We have launched a new website and this page has been archived.Find out more

[Skip to Content]

23 February 2012

Churches meeting in public buildings

Churches meeting in public buildings

The Evangelical Alliance has recently intervened in instances where member churches were prevented by the local registrar from holding Sunday meetings in a building which also happens to have a licence for conducting civil partnerships.

Refusal was ostensibly on the grounds that the same room cannot be used 'regularly' for religious purposes. This was despite the fact that the amount of usage was some three per cent of the total usage time. It seemed that some local registrars were over-zealously interpreting the rules.
In one case, the member church was meeting on Sunday afternoons in a function room in a town centre hotel and conference centre. Following the advertising of their meetings in the local press, the senior registrar of the local council contacted the hotel to warn them they would cancel their licence unless they stopped the church from meeting. The hotel general manager was sorry to do this because they had a good relationship with the church but felt they had no alternative.
When the church contacted the senior registrar, she turned out to be hostile and unhelpful and even indicated that she was contacting all the hotels in the town to make sure they knew they were not allowed by law to permit churches to meet on their premises if they also hosted civil partnerships. Remarkably, she also warned the church not to bother challenging them on grounds of the Equality Act! When the church tried to find a different hotel venue to meet, they unsurprisingly found that no hotel would now 'touch them with a bargepole'.
The church therefore lost its meeting place and a place to worship. With the local authority refusing to deal with the situation in a reasonable way the Alliance became involved. It seemed to be a case where a local authority was either ignorantly or deliberately misinterpreting official guidelines in a religiously discriminatory way.

In its consequent discussions with the General Register Office it became apparent that official guidelines were being misinterpreted and churches who meet in similar public buildings need to be aware of this possibility. The Alliance requested the guidelines to be clarified while warning that it would otherwise consider legal action.
Essentially the official guidelines state that:

The premises must not be religious premises as defined by section 6(2) of the Civil Partnership Act 2004. These are premises which are used solely or mainly for religious purposes or which have been used solely or mainly for religious purposes and have not been subsequently used for other purposes. A building that is certified for public worship would fall into this category as would a chapel in a stately home or hospice. However, premises in which a religious group meets occasionally might be suitable if the other criteria are met.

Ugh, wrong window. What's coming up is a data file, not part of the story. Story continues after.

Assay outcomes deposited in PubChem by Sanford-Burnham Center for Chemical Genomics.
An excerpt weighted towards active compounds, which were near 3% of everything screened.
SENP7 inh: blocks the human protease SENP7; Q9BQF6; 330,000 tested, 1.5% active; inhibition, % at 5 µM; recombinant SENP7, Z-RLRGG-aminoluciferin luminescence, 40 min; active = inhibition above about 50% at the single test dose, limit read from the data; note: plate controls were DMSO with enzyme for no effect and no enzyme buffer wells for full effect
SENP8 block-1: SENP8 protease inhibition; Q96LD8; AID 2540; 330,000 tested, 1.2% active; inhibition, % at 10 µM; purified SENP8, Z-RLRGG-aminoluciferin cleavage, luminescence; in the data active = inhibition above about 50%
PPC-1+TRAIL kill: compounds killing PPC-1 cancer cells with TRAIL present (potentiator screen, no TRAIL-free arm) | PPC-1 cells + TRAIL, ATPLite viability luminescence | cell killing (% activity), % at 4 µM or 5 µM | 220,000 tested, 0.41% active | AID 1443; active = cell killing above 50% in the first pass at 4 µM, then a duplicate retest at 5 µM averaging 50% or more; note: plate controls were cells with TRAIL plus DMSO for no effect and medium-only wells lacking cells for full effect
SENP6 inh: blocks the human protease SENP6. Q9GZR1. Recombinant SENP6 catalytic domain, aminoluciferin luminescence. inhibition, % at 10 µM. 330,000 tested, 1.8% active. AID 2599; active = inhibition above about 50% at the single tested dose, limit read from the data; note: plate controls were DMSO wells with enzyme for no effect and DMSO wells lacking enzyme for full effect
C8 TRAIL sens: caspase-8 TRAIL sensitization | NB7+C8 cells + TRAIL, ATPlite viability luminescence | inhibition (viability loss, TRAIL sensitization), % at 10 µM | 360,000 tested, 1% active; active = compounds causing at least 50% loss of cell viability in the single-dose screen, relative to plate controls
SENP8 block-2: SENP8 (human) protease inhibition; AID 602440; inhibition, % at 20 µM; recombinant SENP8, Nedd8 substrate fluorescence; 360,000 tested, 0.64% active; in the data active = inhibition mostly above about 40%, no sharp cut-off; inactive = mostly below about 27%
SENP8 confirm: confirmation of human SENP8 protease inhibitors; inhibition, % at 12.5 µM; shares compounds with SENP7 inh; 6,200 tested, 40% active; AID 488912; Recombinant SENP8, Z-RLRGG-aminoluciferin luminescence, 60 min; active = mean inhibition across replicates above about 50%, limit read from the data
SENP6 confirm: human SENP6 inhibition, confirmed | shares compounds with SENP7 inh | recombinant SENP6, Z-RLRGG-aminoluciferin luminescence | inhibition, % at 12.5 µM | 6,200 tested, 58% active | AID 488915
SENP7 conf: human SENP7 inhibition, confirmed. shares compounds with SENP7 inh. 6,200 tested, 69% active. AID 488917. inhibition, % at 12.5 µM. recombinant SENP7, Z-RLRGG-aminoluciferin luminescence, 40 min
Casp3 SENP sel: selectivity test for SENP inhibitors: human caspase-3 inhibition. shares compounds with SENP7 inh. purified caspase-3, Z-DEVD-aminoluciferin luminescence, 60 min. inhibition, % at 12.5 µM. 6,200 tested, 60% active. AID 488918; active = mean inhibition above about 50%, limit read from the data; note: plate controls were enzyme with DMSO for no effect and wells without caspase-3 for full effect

The Civil Partnership Act 2004 describes a religious building as:-

Premises which -
(a) are used solely or mainly for religious purposes, or
(b)  have been so used and have not subsequently been used solely or mainly for other purposes.

This is also reflected in the Approved Premise Regulations 2005.

The use of the building by the church on a Sunday afternoon in one of the function rooms, given the other secular purposes the approved room is used for, would not appear to qualify as a religious building as defined above nor is it likely that there would be a public perception that the building was a religious building. Prompted by the General Register Office, this view was accepted by lawyers acting for the local authority who stated that:

The use of the room on a weekly basis for a religious meeting will not mean that the building is a religious building within the meaning in the Act. The room is not 'solely or mainly' used for religious purposes; at most it is less than 1/7th used for religious purposes. [The local authority] can allow such use but this should be monitored and any significant increase in such use could lead to a new determination. [The local authority] may wish to ask [the hotel in question] to notify [the registrar] in writing of any further religious use over and above the current use; if such use becomes significant then [the local authority] could reconsider the matter at that point.

A final confirmation has now arrived from the local authority to the church confirming that they can now continue to hold their meetings as before.

It would make sense for any member church that wishes to hold meetings in a public building such as a hotel, college or school, to check whether it is licensed for civil partnerships first. If it is, it will be sensible to obtain approval from the local authority and ensure that the extent of usage of the room does not cause the local authority to consider it is acquiring religious status.